gci cebu medical dental2These wonderful services rendered by medical professionals were made possible through a partnership with several generous doctors whose services were recruited and coordinated by the Philippine Friends Missionary Fellowship, a parachurch organization to which these doctors’ churches (including GCI Talisay) belong.

The patients were happy for the free services, medicines and vitamin supplements given by the doctors. Those serving as volunteers at the event served joyfully and were given a sumptuous meal by a professional caterer. GCI members and volunteers from other churches hope that many more opportunities to serve will come their way.

Memphis church visit

Dan Rogers recently visited the GCI congregation in Memphis, Tennessee where he gave an expository sermon entitled “Ministry and Mission in the Spirit.” Following the service, Dan enjoyed fellowship with the members and met with the congregation’s newly formed leadership team.

Memphis 2

Scripture: God’s Gift, part 1

This article is part one of a six-part series by Gary Deddo on interpreting Scripture. For the other parts, click on a number: 2, 3, 4, 5, 6.

The Christian church down through the ages has always regarded the Bible as indispensable for its worship, devotion and life. Its very existence is bound up with it. The church would not be what it is without it. Holy Scripture is part of the air it breathes and the food it eats.

I learned of the importance of the Bible as a young child and was encouraged and taught to read it and memorize it. I studied it both on my own and with others—I’m glad I did, now years later. The study of the Bible has always been an essential part of my ministry in serving others whether it was teaching it, preaching from it, studying it with small groups of other Christians, or referring to it when counseling others. When I attended seminary my primary focus was the study and interpretation of Scripture. It was so important to me that I was willing to try to learn Hebrew and Greek to see if I could understand Scripture better!

Along the way, I learned that there were various ways the nature and place of Scripture was understood and various ways to make use of it. Some of these seemed better than others, while some seemed to lead to the misuse of Scripture, or even to making it irrelevant. I read books and took courses to sort out these issues hoping I could find some wisdom in all this not only to help me, but to pass on to others.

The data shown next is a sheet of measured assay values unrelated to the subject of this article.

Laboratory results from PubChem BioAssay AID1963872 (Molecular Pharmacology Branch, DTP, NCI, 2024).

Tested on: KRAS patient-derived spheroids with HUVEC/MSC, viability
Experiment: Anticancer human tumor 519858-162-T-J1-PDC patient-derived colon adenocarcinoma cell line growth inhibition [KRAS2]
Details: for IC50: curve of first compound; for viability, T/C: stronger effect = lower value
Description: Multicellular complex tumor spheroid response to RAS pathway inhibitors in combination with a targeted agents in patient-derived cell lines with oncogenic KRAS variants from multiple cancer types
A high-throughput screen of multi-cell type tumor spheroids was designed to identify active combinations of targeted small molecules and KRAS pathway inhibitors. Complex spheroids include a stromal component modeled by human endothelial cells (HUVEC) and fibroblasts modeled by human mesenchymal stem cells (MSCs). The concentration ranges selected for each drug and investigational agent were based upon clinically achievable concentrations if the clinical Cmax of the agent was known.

Scripture is so essential to the Christian faith that most denominations have an official statement concerning the importance and place of Scripture. GCI is no exception. These summaries can be a good place to start reflection on the nature, purpose and right use of Scripture. GCI’s statement is brief, to the point and fairly comprehensive:

The Holy Scriptures are by God’s grace sanctified to serve as his inspired Word and faithful witness to Jesus Christ and the gospel. They are the fully reliable record of God’s revelation to humanity culminating in his self-revelation in the incarnate Son. As such, Holy Scripture is foundational to the church and infallible in all matters of faith and salvation.

Let’s explore what’s behind this theological summary of our understanding of Scripture. We do so not so we can enter into endless debate or prove ourselves superior to other Christians who might have a different view. And I don’t think we simply want a theory about it. We seek understanding of Scripture because we highly value it and want to honor and make proper use of it. We want to handle it well so we can get the most out of it. And these very things Holy Scripture itself encourages us to do. We also can recall that others in church history have benefited greatly through a deep understanding of Scripture and how to interpret it. But in the end, I think we want to grasp and use it well because we hope to get to know even better the God of the Bible in whom we put our faith.

By God’s Grace

Many of us have sung the childhood song that says: “Jesus loves me, this I know—for the Bible tells me so.” And that’s true enough. However there’s a different way to sing that verse that is also true: “Jesus loves me this I know—so the Bible tells me so!” This second way is reflected in the GCI statement that the Bible is God’s gift to us, a gift of grace and so of his love. Because God loves us in and through Christ, he has graciously provided us his written Word.

God didn’t have to do so, but his love for us, his creatures, has moved him to provide us with his Word in written form. God’s love for us comes first, then follows his provision of the Bible. We wouldn’t really be able to know and love God if God hadn’t first loved us and communicated to us through his written Word. God gives us his word in Scripture because he loves us and wants us to know that he does. We should always remember that the Bible is God’s gracious gift of love to us.

God Continues to Empower His Word